10 fateful years ago, Adam Stacoviak published the first-ever episode of The Changelog podcast. In the time since, he's interviewed hundreds of project maintainers. And The Changelog has risen to legendary status within the developer community.
I started listening to The Changelog back in 2011, when I first started learning to code. In between coding sessions, I would throw on my headphones and absorb as much of their back-catalogue as I could. This gave me a birds-eye view of the growing open source world.
As of writing this, The Changelog has published 370 episodes. People have listened to these podcast episodes more than 14 million times.
I was a guest on The Changelog back in 2016, when freeCodeCamp was still a fledgling project that I was funding out of my personal savings. I distinctly remember playing the interview for my parents. I was so proud to have "made it" and been on The Changelog.
Fast forward to early 2019. I talked with Adam about doing something special for their 10 year anniversary. I was living in China at the time, and assumed I would have to interview him over a video conference.
But as fate would have it, I moved my family to Dallas. Which just happened to be a 4-hour drive from Adam's studio in Houston.
So I said: You know what - let's just do this in person.
Adam's co-host for the past 7 years, Jerod Santo, booked a flight from his home town of Omaha, Nebraska. And we all met for 4 solid hours of interviews.
Before we get to the resulting interviews (and yes - you can hear them right here in this article, in either audio or video form), let me tell you a bit more about The Changelog.
Adam founded The Changelog with the catch phrase: "Open Source moves fast. Keep up." This was during the early days of the GitHub era.
In fact, Adam and his cohost, Wynn Netherland, interviewed former GitHub CEO Chris Wanstrath on episode 10, before GitHub became the break out success we all know today.
GitHub featured The Changelog in its "Explore" page, which lead to rapid growth in listenership.
Their relationship was so close that Wynn himself ultimately took a job at GitHub in 2012, and left The Changelog behind.
For a while Adam continued to run the podcast by himself. But Adam had a family and a full-time job. And The Changelog was in danger of becoming discontinued.
Luckily, The Changelog had one particularly devoted listener - an Omaha-based developer named Jerod Santo. Jerod noticed the episodes were getting more and more infrequent. So in 2013, he reached out to Adam and asked what he could do to help. And that sparked a Changelog renaissance.
Adam decided he needed to turn The Changelog from a part-time passion project into a profitable endeavor. He quit his job and focused all his effort on finding advertisers for The Changelog so he could make it sustainable.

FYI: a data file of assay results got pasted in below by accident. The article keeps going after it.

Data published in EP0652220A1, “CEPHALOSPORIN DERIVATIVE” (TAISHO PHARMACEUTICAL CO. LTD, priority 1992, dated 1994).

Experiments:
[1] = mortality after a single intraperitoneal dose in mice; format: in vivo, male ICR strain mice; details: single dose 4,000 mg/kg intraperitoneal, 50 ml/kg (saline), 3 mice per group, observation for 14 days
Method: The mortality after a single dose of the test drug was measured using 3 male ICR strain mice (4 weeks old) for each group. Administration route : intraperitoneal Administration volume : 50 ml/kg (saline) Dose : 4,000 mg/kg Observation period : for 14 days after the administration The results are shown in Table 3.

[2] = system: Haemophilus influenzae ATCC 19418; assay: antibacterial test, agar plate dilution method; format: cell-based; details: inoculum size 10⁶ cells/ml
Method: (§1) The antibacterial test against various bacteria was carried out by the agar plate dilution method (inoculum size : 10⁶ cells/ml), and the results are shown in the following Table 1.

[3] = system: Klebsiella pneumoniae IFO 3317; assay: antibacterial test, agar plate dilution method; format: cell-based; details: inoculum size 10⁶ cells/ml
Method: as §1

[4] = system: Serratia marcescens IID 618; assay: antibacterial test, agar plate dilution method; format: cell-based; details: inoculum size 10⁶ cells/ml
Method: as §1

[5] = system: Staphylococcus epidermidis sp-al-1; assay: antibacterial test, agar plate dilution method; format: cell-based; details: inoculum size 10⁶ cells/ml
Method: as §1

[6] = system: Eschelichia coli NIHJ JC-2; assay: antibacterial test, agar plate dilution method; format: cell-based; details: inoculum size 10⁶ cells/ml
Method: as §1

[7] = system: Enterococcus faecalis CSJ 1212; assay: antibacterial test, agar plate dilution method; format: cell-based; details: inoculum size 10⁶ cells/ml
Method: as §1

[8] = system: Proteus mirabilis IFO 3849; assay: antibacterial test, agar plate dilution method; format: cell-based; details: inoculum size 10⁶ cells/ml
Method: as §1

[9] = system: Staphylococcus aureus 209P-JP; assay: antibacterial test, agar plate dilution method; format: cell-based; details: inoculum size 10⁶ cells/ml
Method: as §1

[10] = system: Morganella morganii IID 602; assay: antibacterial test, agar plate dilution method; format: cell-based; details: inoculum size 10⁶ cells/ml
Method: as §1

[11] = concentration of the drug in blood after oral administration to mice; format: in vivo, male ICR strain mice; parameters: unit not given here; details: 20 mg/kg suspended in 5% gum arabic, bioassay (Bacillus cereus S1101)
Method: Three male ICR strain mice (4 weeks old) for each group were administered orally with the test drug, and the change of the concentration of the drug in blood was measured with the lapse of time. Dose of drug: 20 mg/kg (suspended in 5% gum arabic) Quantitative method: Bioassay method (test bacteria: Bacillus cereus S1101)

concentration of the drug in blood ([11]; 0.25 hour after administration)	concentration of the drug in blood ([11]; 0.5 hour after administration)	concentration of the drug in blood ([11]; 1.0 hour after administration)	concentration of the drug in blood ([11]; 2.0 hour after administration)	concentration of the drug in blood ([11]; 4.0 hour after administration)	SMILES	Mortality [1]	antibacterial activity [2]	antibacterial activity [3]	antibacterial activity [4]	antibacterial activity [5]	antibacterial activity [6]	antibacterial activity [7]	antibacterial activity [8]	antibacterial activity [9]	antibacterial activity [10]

They formed key partnerships with long-running sponsors who helped out with funding, servers, and bandwidth – namely, Linode for cloud servers, Fastly for bandwidth, and Rollbar for monitoring.
Soon The Changelog started launching additional shows. They built a lightning-fast website using emerging tools like the Elixir Phoenix framework. They open-sourced everything.
And there's a lot more to their story. During the interview, I ask them about:
- Adam's journey from a poor town to the US Army, where he climbed in rank and served overseas
- Adam's work in sales before he got his first job in tech at a consultancy
- How Adam got into podcasting and ultimately started The Changelog podcast
- Jerod's origin story, and how he got stranded in government agency limbo after accepting a scholarship for grad school
- Adam's 3 C's of success (Consistency, Community, Quality Content)
- How they reforged The Changelog from a hobby into a profitable business
- The creation of Go Time, JS Party, and other Changelog podcasts
- Their relationship with the mysterious Breakmaster Cylinder, who composes all the music for their shows
- How they built the lightning-fast Changelog website in Elixir
- How they work with open source contributors and encourage guest hosting for their podcasts
- Their thoughts on open source conferences
- And what they expect for the next decade of The Changelog
Yes - I am a very thorough interviewer. ?
And then, after I finished interviewing them, they turned around and interviewed me about the future of freeCodeCamp.
In total, this is a solid 4 hours of interviews about two big open source projects with interconnected communities and a shared goal of educating people.
I think you'll dig it.
You can watch both interviews - filmed in Adam's Houston studio - in the video embeded below.
Or you can watch on freeCodeCamp's YouTube channel.
If you want to use less of your data, you can listen to the interview in podcast form below, or in your favorite podcast app (just search "The freeCodeCamp Podcast").
If you have an Amazon Echo you can say "Alexa, play The freeCodeCamp Podcast."
And if you haven't yet, you should subscribe to The Changelog podcast. They have a variety of shows. I recommend starting with their Master Feed, which lets you explore all of their shows: https://changelog.com/master
You can follow Adam on Twitter here.
You can follow Jerod on Twitter here.
And if you aren't following me yet, I'm right here.